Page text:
Sometimes buyers are hesitant to pay over list price because they think that they are overpaying. For example, you’re in a multiple offer situation and 4 other buyers have submitted an offer on the same house. If they would have paid a little bit more money, they would have gotten the house. They are not overpaying for the house. The amount they are paying is actually the market price where the demand dictates the price. 

5. Forgetting to think from the seller’s perspective

Coming from a seller’s perspective, of course the price is the most important factor when it comes to selling. However, the highest offer that will not close, where the transaction falls apart, means nothing. 

Also, some sellers have lived in these homes for years. This might have been their first home, and a home they raised their kids in. A home is a sentimental thing. So, they want someone who will take care of the home and cherish it. 

In a competitive market, making an offer based on your time and price will cause you to lose out on the home. Sometimes buyers forget that the seller also has goals they want to achieve for their family. They might have to close on this home to get the net proceed to close on their next home. 

So, by accommodating those concerns, you have a better chance of winning the offer. This is just one of a few examples, but overall put yourself in the seller’s shoes and make your offer around that. 

6. Forgetting to Trust The Person Fighting for You

Your buyer’s agent is there to get you the best price, but also not lose out on a good house. 

I know there are bad buyers’ agents out there. They tell you what to offer but present no facts or just repeat what they have heard on the news about the real estate market, seeming to have no knowledge of their own about the local real estate market. A good buyer’s agent will present you the facts and make sure that you are making a good decision. 

Backup Offers

A back up offer is commonly used in a multiple offer situation, or when there is already another accepted offer on the house that is currently pending or pending inspection. 

All homes that have received an offer and move on to be pending will end up closing. The buyer might not be able to get financing to purchase the home, so then the transaction falls apart.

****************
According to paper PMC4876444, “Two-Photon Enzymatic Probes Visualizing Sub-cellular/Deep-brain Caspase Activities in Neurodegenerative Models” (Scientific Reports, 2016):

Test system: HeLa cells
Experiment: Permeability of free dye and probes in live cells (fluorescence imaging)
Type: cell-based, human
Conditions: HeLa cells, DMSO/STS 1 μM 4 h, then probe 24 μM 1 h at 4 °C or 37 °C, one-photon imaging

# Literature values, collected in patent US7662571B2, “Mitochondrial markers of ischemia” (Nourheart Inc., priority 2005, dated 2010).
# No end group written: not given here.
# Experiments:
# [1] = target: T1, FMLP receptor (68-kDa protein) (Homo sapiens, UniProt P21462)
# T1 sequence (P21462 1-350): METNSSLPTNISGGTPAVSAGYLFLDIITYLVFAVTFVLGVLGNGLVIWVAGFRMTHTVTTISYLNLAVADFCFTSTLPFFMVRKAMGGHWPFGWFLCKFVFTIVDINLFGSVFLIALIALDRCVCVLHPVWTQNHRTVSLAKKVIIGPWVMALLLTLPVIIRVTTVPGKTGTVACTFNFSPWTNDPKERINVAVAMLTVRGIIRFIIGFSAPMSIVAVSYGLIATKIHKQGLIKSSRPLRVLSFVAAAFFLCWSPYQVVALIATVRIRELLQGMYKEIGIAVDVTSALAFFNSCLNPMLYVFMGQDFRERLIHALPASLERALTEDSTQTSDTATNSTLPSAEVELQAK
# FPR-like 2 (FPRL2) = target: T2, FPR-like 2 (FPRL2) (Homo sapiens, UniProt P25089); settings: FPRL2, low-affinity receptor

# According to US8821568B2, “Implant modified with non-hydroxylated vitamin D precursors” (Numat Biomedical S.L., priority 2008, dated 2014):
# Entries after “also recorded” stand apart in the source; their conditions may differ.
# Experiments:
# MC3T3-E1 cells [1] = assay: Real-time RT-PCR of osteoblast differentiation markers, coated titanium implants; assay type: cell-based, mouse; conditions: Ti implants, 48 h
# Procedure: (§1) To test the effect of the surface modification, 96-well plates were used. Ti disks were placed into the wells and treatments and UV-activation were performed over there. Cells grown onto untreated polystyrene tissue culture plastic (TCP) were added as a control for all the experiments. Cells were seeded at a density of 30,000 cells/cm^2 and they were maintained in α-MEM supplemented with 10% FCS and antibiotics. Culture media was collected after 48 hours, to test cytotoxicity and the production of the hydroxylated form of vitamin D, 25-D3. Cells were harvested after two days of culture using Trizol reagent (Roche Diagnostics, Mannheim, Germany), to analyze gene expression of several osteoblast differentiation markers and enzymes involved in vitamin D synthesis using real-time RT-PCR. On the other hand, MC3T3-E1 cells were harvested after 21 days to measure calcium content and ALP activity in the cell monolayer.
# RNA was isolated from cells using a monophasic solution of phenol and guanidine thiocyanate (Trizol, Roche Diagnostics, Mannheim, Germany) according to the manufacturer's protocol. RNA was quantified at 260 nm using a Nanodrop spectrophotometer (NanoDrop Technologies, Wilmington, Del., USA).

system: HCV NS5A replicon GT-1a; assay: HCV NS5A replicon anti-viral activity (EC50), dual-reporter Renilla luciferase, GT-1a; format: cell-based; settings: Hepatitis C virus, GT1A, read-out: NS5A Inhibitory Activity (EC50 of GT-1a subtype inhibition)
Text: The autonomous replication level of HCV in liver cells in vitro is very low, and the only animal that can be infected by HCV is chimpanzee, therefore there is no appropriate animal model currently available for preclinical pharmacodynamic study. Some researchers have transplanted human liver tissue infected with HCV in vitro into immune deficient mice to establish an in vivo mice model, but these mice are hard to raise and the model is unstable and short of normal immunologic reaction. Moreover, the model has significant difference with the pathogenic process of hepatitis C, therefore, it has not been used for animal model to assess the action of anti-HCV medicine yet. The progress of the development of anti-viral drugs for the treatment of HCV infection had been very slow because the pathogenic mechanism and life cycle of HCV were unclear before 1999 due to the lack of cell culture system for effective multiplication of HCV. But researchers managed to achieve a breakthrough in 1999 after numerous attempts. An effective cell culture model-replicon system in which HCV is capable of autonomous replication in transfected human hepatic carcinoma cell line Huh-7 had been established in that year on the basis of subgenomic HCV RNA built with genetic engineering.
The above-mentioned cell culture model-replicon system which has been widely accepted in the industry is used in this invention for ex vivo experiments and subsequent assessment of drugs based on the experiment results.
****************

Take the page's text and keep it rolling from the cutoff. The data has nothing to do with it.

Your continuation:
The seller will then have to put the property back on the market as active and look for another buyer. 

The advantage of having a backup offer is the seller can’t put the property back on the market because your offer is next in line. This means you won’t have any other buyers competing for the home. Your offer will be the one pending and under contract. 

The backup offer doesn’t work all of the time, but when you don’t have many homes to choose from and you’ve been losing out to other buyers 5 other times or more, you take every chance that you can get.

Let’s say that you have a backup offer on a house. It doesn’t mean you have to stop looking for a home. You can still look at other homes while you have the backup offer. You can rescind the backup offer at any time. The seller can’t back out from a backup offer, but you can. So, this means you have a chance with the back up offer and the home that you’re looking for. 

Negotiation

So, you and your agent write up the offer and submit the offer to the seller. The seller will have a couple of days to review your offer.

If they have received a full price offer with terms and conditions that they can accommodate, you can expect a signed offer and the home goes pending.

If they have received an offer below list price, then you can expect the seller to counter a price that is closer to list price. If the buyer and seller can’t come to an agreement, then the home doesn’t go pending. 

Negotiations happen all throughout the transaction, not just with price. Most of the price and the terms of the contract are agreed at mutual acceptance, but that can all change. For example, the closing date might change because of loan stipulations that needs to be resolved. 

After the home inspection, there will be more negotiations. n the case of a low appraisal, more negotiations will take place. So, just be aware that there will be a lot of issues that can come during the transaction and prepare for those situations.